The needs of repurposing content have shaped the technology that is used to create and distribute e-learning. Learning content management systems (LCMSs) organize, store and access shared content objects largely to meet these needs. Authoring tools modify, tag, integrate and publish content objects into e-learning courses in ways that allow them to be used again. Integration and conversion tools, which enable the repurposing from one format to another, such as PowerPoint to e-learning content, expand the opportunities for faster migration and development. Learning management systems (LMSs) store and host the completed content in cooperation with LCMSs, to facilitate the repurposing of content as well. Unified by e-learning standards, especially SCORM (Shared Content Object Reference Model), AICC (Aviation Industry Computer-Based Training Committee) and QTI (IMS Question & Testing Interoperability), these technology components of e-learning have, for the most part, achieved compatibility, and made repurposing easy and commonplace. However, even with this technological harmony, you still face issues ensuring the repurposed content helps you achieve your corporate training goals.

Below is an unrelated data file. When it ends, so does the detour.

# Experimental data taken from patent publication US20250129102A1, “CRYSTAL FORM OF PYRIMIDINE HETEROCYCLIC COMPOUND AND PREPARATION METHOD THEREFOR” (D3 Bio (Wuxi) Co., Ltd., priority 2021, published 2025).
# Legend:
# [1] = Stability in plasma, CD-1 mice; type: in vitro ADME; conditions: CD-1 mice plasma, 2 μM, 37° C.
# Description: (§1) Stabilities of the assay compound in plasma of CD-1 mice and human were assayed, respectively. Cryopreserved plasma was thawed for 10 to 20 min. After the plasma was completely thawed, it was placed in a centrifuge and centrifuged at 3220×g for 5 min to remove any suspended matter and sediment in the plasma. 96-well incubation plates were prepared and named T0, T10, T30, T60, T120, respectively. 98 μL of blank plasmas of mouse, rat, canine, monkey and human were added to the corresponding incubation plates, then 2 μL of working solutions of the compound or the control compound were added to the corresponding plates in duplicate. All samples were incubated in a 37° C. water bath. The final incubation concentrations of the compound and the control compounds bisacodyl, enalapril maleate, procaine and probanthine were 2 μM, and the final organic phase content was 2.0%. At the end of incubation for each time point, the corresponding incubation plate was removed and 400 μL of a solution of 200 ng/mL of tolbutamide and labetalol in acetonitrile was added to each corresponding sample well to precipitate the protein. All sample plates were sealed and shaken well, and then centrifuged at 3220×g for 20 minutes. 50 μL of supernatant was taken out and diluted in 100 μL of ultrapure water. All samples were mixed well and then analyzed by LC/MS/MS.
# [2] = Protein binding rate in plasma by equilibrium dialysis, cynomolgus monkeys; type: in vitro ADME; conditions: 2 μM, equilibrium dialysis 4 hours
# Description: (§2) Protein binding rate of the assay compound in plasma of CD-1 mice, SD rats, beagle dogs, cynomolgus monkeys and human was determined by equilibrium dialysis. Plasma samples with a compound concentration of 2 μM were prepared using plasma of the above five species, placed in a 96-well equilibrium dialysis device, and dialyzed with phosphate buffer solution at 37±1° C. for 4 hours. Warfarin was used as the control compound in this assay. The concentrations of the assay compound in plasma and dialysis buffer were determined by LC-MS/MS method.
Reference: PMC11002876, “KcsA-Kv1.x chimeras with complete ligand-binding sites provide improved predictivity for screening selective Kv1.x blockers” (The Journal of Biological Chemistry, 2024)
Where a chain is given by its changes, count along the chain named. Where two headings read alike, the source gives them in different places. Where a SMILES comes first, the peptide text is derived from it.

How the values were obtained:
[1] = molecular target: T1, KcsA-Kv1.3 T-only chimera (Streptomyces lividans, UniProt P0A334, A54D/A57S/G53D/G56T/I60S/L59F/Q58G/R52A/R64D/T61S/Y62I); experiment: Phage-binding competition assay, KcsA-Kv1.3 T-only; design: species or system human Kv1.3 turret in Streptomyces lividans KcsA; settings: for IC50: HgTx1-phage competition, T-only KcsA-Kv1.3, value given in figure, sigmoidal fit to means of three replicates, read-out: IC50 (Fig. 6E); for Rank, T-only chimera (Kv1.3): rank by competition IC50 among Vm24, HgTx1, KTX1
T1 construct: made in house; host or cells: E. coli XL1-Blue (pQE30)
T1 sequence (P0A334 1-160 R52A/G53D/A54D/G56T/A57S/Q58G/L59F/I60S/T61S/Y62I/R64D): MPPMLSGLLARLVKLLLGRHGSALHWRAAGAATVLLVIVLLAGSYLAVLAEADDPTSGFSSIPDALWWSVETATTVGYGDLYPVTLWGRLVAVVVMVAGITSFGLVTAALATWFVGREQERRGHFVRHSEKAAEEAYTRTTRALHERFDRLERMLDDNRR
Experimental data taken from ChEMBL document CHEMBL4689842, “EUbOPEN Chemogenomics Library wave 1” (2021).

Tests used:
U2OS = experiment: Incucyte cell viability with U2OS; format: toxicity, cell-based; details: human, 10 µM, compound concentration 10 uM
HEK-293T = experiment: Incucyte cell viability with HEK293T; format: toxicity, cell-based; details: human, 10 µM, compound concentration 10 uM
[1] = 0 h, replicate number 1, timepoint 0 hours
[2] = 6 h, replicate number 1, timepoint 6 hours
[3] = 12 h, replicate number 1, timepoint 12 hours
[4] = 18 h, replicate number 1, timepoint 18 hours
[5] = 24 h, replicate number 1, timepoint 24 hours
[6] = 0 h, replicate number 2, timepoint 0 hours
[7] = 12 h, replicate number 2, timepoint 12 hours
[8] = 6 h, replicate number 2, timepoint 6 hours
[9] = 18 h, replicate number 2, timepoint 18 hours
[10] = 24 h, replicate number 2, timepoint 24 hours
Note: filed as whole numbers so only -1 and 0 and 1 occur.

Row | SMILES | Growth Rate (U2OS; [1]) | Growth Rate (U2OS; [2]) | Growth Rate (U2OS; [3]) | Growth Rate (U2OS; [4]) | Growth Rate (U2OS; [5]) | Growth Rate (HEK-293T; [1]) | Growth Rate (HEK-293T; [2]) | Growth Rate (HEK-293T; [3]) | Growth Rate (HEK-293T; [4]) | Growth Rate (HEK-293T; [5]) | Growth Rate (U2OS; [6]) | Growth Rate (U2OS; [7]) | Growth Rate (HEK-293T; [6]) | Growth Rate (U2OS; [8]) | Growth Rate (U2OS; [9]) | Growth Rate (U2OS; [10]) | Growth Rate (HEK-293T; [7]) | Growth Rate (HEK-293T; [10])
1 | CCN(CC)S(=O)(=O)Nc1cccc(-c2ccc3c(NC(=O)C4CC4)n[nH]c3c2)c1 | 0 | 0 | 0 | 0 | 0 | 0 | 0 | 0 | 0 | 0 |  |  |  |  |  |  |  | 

Large-scale repurposing is an increasingly common issue for CLOs as e-learning initiatives grow in number and scope. Large-scale repurposing is driven most often by one of two events:
- The decision to launch major e-learning programs, such as the move from 100 percent instructor-led training to a blended approach, or to expand existing e-learning programs, such as repurposing employee courses for training vendors.
- A critical change in technology, such as switching from an LMS that does not support standards to one that does, or switching standards, such as from AICC to SCORM. Each of these two general scenarios poses specific issues.